Eusebio Unzué proposes the idea of replacing injured or sick riders with healthy ones in the first week of grand tours.
Just as the peloton faces reduced teams for 2018, Movistar manager Eusebio Unzué has a rather unorthodox idea: bench players.
Or, more precisely, replacement riders.
Unzué reasons if officials are going to force teams to race grand tours next season with just eight riders, he argues that teams should be allowed to replace injured or ill riders.
“I’d like to see with riders who might crash out in the first week could be replaced,” Unzué said at a Movistar camp last Friday in Pamplona. “To have two or three riders ready to replace those who are injured, just as occurs in any other sport. Or have a rider sit out a day or two if they are ill?”
Unzué’s comments came as journalists asked him about new rules that limit teams to eight riders for grand tours and seven for one-day classics and shorter stage races next season.
“The teams don’t want to reduce the rosters, rather it was a decision taken by the UCI at the insistence of the race organizers,” Unzué said. “They seem to think it will create more spectacle, and it’s a decision I respect, but we will see if it works out that way or not. It’s not such a bad idea to reduce the number of riders, but what’s abnormal in a sport so demanding and with an accident rate as high as ours is that there are not solutions to mitigate the loss of riders, and race on equal terms.”
It wasn’t the first time that Unzué has floated the idea of having riders “come off the bench” to replace injured or sick riders who are forced to abandon the race.
The notion, of course, flies in the face of racing tradition. Part of the allure of grand tours is how riders overcome individual hurdles to survive the rigors of three weeks of racing. Cycling’s tradition is largely founded on not only racing against rivals but also struggling against the elements, the topography, and health issues that come with the rigors of open-road bike racing. Not to mention the fact that bike racing is a timed event, with the fastest rider across the line declared the winner.
Unzué doesn’t quite see it through those romantic lenses. He’s thinking more about the investment of tens of millions of dollars that teams put into a race like the Tour de France that can be wiped out in an instant with a crash or illness.
With the eight-rider grand tour teams for 2018, Unzué thinks it could be a good idea to at least consider having extra warm bodies on call.
“I think everyone should be able to fight in the same conditions,” he continued. “Cycling ought to show a human side. Since we’re not allowed to replace anyone, we have riders who destroy themselves, doing 200km stages in horrible conditions, at these speeds … why not have the option that a rider under doctor’s recommendation be able to sit out for a day or two to recover?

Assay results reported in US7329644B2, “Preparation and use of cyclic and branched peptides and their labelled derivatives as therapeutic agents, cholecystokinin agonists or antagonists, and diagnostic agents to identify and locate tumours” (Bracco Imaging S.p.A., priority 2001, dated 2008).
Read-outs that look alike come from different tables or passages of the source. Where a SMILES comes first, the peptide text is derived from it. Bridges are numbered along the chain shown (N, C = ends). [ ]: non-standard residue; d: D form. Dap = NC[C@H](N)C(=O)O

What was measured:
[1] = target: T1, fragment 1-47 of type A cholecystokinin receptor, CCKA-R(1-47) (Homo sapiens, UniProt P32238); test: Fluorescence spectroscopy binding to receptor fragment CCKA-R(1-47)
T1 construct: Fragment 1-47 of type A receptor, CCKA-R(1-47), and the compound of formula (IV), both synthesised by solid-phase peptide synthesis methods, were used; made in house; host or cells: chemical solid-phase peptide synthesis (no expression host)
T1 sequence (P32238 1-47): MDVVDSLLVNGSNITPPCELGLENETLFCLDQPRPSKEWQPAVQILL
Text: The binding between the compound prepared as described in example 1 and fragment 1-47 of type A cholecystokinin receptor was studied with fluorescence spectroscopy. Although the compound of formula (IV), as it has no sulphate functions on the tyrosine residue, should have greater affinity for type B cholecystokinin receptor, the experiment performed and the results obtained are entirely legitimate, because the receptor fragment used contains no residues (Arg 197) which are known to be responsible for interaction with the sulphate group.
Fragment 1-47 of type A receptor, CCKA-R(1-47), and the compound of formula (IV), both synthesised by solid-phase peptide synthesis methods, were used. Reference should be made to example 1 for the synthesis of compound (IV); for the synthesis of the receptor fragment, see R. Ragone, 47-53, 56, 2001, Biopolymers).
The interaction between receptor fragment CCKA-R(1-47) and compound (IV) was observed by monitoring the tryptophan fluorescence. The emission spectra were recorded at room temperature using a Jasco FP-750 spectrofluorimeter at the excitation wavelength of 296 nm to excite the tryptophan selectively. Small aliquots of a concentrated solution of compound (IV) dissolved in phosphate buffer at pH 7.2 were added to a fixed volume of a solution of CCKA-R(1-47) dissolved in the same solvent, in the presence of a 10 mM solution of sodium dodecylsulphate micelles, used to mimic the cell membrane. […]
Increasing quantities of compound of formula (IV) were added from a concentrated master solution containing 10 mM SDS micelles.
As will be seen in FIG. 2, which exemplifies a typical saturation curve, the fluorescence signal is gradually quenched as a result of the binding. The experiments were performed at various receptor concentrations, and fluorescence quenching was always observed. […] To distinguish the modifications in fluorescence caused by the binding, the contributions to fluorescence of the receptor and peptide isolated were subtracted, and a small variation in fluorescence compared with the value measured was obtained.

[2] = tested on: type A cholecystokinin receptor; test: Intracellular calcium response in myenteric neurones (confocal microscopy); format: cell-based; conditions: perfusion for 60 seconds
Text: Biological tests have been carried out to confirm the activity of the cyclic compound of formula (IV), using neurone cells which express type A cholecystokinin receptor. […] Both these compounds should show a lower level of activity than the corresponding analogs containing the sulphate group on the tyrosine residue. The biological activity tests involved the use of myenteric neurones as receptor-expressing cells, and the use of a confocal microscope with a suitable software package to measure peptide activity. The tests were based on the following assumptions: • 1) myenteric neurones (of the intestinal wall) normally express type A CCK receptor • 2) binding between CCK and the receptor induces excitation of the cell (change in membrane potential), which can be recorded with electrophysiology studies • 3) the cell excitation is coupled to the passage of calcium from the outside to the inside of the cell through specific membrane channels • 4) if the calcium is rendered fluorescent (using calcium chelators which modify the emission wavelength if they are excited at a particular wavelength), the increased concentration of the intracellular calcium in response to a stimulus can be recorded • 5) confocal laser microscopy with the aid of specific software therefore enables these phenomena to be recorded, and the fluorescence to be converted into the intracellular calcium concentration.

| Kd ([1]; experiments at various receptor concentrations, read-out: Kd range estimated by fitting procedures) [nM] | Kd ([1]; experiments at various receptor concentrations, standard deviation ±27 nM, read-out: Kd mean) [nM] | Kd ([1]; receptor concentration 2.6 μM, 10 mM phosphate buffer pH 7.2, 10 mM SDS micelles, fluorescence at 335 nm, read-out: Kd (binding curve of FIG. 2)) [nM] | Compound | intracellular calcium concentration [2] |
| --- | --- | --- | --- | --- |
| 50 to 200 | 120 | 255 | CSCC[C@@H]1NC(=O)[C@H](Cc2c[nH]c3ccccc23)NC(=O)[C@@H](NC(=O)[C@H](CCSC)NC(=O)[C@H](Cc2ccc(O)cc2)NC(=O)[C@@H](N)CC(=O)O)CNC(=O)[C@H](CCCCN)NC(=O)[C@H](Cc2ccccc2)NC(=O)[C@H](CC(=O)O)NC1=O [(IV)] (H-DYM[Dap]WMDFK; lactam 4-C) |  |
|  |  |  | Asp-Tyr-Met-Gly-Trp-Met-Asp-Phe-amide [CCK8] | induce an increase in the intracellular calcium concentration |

“Why not have everyone arrive to Paris with the same amount of riders?” he continued. “Why not try something new? Everyone is talking about making things safer, so why not let the riders who crash out in the first week be replaced? It’s hard to arrive to Paris when you have nine starters. I’ve ended one Tour with only four riders. I don’t know that [reducing team rosters] will produce more spectacle.”
Without giving too much detail, Unzué was insinuating the option to replace support riders. The GC of any race is taken by time, so the top contenders wouldn’t be able to sit out a few days to rest up for a big mountain stage.
Of course, Unzué’s proposal is riddled with holes. Giving teams the ability to replace riders would open up the peloton to tactical moves of having big, classics-style riders fall “sick” after the first week, only to be replaced with fresh skinny climbers for the mountain stages. Would only riders who were not replaced be allowed to race for GC? And what about who has the “right” to challenge for a stage win? It would hardly be fair for a rider fresh off the bench to ride for victory at Alpe d’Huez against riders who’ve been struggling since the start of the race.
Unzué was on a roll. He already hinted that Movistar might bring all three of its big stars — Nairo Quintana, Alejandro Valverde, and Mikel Landa — to the Tour.
Other Unzuéisms on the day included:
Salary caps: “The idea of team budgets has its own logic, but it would be even better to establish the salaries of the riders so that they are more equal. Today, there is no limit to what teams can spend, so there is a big fight in the marketplace to sign the top stars. And a bit of the leftovers go to the others. The budgets increase, so the salaries grow. There is no rules or limits.”
Cobbles don’t belong: “It’s a big worry,” Unzué said of what awaits the Tour peloton in stage 9. “Do they belong in the Tour? The classics see a special breed of riders who train for them their whole careers. How much spectacle will the stage add? But even more so, how much will it take away? In 2015, yes, everyone survived them, but in 2014, the cobbles really marked the race. For me, [next] year’s Tour has two starts. The first on day one and the second on stage 10.”
Froome is king: “Maybe he wasn’t as brilliant [this year] as in other years, but he what he was able to do was to be most consistent across the TTs and mountains. And perhaps he came into the Tour with a little less at his normal peak because wanted to win the Vuelta as well. Today, we are in a period when there are so many riders capable of winning the Tour. It’s a very high-level peloton right now, perhaps the best we’ve ever seen. And Froome is the best right now. One has to recognize that.”